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Is Your School Playground a Toxic Minefield?

Is Your School Playground a Toxic Minefield?

October 8, 2013

By Alexandra Zissu, Editorial Director

Playgrounds should be childhood’s ultimate refuge, but the modern materials and equipment they contain can hide hazards that are nothing to play around with. Here are five things to look for when buying or inspecting your kid’s playground equipment:

1. Lead is still found in some commercial paints, and these sometimes make their way onto school playgrounds and other outdoor equipment. Older paint layers on existing equipment may also contain lead and so can the surrounding soil. Use a lead test kit to check for issues.

2. Arsenic. Until 2004, wood sold for outdoor use was typically treated with chromated copper arsenate (CCA) to resist weather. This toxic blend of chromium, copper, and arsenic can seep out over time where it can easily be absorbed or inhaled. If a playground equipment, picnic table, or other wooden structure was built in 2004 or before, it almost certainly contains CCA, as does the soil around it.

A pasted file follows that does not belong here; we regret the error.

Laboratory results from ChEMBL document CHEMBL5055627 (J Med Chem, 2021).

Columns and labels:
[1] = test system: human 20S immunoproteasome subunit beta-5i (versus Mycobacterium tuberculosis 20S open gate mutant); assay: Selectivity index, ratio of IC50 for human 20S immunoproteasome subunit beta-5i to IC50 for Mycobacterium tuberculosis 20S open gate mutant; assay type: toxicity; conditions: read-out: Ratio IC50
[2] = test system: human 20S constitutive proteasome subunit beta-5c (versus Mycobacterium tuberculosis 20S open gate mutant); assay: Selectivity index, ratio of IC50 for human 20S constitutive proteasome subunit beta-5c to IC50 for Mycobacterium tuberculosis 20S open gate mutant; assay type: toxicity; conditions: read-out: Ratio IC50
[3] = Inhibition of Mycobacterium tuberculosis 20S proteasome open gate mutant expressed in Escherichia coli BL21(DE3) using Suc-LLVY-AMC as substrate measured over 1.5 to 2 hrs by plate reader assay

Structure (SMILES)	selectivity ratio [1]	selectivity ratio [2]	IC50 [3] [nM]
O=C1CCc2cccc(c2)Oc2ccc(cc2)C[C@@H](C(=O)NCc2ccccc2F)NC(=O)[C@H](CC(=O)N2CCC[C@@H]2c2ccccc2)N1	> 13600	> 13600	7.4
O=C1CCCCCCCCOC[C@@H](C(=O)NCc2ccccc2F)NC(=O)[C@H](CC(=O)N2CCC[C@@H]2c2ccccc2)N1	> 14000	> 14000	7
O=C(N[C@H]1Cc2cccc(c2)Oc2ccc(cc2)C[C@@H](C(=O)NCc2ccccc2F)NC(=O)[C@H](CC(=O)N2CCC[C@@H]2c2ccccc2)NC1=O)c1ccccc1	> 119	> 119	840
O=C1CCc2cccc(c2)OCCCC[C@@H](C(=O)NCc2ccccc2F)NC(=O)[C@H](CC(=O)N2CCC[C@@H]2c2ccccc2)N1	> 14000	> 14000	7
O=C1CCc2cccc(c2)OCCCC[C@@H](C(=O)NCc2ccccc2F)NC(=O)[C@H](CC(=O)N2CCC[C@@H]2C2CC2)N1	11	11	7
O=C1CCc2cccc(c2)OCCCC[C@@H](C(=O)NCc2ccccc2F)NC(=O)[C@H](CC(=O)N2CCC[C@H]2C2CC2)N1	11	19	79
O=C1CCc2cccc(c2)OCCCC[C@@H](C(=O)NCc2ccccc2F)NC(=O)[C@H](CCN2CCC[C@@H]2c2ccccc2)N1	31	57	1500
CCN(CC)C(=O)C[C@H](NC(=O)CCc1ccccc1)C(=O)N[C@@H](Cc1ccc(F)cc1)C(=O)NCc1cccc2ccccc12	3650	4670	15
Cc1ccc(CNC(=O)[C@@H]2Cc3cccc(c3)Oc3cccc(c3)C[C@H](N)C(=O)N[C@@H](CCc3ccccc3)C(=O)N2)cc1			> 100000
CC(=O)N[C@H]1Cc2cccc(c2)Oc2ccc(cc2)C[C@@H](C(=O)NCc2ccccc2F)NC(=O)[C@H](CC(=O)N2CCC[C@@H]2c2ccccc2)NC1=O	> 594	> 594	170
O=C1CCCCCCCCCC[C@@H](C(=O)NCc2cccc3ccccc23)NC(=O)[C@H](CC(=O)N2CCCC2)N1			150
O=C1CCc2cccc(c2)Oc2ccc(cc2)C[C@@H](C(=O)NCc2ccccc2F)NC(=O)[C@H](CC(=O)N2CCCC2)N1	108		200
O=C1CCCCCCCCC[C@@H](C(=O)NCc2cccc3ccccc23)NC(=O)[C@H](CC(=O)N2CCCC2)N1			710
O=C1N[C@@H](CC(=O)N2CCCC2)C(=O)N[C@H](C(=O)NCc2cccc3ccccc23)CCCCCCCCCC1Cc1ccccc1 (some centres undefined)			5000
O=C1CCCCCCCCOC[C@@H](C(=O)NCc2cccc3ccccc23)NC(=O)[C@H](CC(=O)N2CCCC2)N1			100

3. Crumb rubber is acclaimed for its shock absorption and longevity. But these tiny black, brown, red, or green pebbles are made from recycled tires containing unsafe substances like arsenic, cadmium, chromium, manganese, mercury, lead, acetone, methyl ethyl ketone, chloroethane, polycyclic aromatic hydrocarbons, benzene, and flame retardants. Safer school playground surface alternatives include wood chips, mulches, pea gravel, and sand.

4. Artificial turf can contain lead that’s released as inhalable or ingestible dust, and under full sun it can get hot enough to cause burns and release chemical vapors. It’s also believed that synthetic grass spreads infections by harboring any bacteria that kids bring onto the field. For school playground areas, natural grass is a better alternative.

5. “Play sand” is a manufactured material made from ground quartz that can contain carcinogenic crystalline silica and a mineral called tremolite, which is related to asbestos. Both of these contaminants are easily inhaled. If you see a lot of dust in your kid’s school sandbox or on your kids, there may be an issue. 

 

Want to find out more about what to look for on your children’s schoool playgrounds and how to fix whatever you find? Explore our new free e-book, Easy Steps to Healthy Schools and Daycares.

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